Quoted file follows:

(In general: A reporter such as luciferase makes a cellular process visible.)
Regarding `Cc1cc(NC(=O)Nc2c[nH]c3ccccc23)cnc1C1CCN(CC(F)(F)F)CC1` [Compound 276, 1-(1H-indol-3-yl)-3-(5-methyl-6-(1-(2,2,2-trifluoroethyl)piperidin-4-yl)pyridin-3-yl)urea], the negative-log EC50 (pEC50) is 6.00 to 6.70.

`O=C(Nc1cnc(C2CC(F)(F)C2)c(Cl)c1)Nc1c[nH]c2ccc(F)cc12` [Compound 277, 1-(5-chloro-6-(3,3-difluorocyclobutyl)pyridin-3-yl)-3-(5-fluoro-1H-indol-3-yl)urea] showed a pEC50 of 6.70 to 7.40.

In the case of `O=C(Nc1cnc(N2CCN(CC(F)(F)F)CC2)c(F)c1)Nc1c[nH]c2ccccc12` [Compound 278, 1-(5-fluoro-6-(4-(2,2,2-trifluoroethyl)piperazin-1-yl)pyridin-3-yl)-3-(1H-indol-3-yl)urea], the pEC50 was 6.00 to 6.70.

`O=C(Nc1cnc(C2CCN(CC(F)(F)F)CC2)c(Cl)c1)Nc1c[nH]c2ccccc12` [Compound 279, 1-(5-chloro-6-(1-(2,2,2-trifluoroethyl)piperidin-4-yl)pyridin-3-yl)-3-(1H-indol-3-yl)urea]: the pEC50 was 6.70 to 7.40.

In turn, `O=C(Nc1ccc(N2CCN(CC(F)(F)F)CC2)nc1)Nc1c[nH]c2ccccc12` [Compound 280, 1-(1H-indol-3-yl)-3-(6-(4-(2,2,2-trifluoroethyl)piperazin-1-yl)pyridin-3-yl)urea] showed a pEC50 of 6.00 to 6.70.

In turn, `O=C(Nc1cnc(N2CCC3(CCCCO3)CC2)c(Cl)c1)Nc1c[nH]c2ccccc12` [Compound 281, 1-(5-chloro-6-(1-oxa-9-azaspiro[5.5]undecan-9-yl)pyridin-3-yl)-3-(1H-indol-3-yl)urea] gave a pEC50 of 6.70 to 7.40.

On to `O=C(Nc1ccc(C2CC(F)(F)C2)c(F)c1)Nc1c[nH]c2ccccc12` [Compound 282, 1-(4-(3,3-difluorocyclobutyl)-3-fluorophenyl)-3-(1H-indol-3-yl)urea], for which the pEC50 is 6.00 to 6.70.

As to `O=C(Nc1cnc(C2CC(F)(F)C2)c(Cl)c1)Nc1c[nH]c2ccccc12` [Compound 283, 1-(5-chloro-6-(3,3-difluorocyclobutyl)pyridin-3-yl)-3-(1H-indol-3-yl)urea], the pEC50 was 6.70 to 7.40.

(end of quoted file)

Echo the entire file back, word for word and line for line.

(In general: A reporter such as luciferase makes a cellular process visible.)
Regarding `Cc1cc(NC(=O)Nc2c[nH]c3ccccc23)cnc1C1CCN(CC(F)(F)F)CC1` [Compound 276, 1-(1H-indol-3-yl)-3-(5-methyl-6-(1-(2,2,2-trifluoroethyl)piperidin-4-yl)pyridin-3-yl)urea], the negative-log EC50 (pEC50) is 6.00 to 6.70.

`O=C(Nc1cnc(C2CC(F)(F)C2)c(Cl)c1)Nc1c[nH]c2ccc(F)cc12` [Compound 277, 1-(5-chloro-6-(3,3-difluorocyclobutyl)pyridin-3-yl)-3-(5-fluoro-1H-indol-3-yl)urea] showed a pEC50 of 6.70 to 7.40.

In the case of `O=C(Nc1cnc(N2CCN(CC(F)(F)F)CC2)c(F)c1)Nc1c[nH]c2ccccc12` [Compound 278, 1-(5-fluoro-6-(4-(2,2,2-trifluoroethyl)piperazin-1-yl)pyridin-3-yl)-3-(1H-indol-3-yl)urea], the pEC50 was 6.00 to 6.70.

`O=C(Nc1cnc(C2CCN(CC(F)(F)F)CC2)c(Cl)c1)Nc1c[nH]c2ccccc12` [Compound 279, 1-(5-chloro-6-(1-(2,2,2-trifluoroethyl)piperidin-4-yl)pyridin-3-yl)-3-(1H-indol-3-yl)urea]: the pEC50 was 6.70 to 7.40.

In turn, `O=C(Nc1ccc(N2CCN(CC(F)(F)F)CC2)nc1)Nc1c[nH]c2ccccc12` [Compound 280, 1-(1H-indol-3-yl)-3-(6-(4-(2,2,2-trifluoroethyl)piperazin-1-yl)pyridin-3-yl)urea] showed a pEC50 of 6.00 to 6.70.

In turn, `O=C(Nc1cnc(N2CCC3(CCCCO3)CC2)c(Cl)c1)Nc1c[nH]c2ccccc12` [Compound 281, 1-(5-chloro-6-(1-oxa-9-azaspiro[5.5]undecan-9-yl)pyridin-3-yl)-3-(1H-indol-3-yl)urea] gave a pEC50 of 6.70 to 7.40.

On to `O=C(Nc1ccc(C2CC(F)(F)C2)c(F)c1)Nc1c[nH]c2ccccc12` [Compound 282, 1-(4-(3,3-difluorocyclobutyl)-3-fluorophenyl)-3-(1H-indol-3-yl)urea], for which the pEC50 is 6.00 to 6.70.

As to `O=C(Nc1cnc(C2CC(F)(F)C2)c(Cl)c1)Nc1c[nH]c2ccccc12` [Compound 283, 1-(5-chloro-6-(3,3-difluorocyclobutyl)pyridin-3-yl)-3-(1H-indol-3-yl)urea], the pEC50 was 6.70 to 7.40.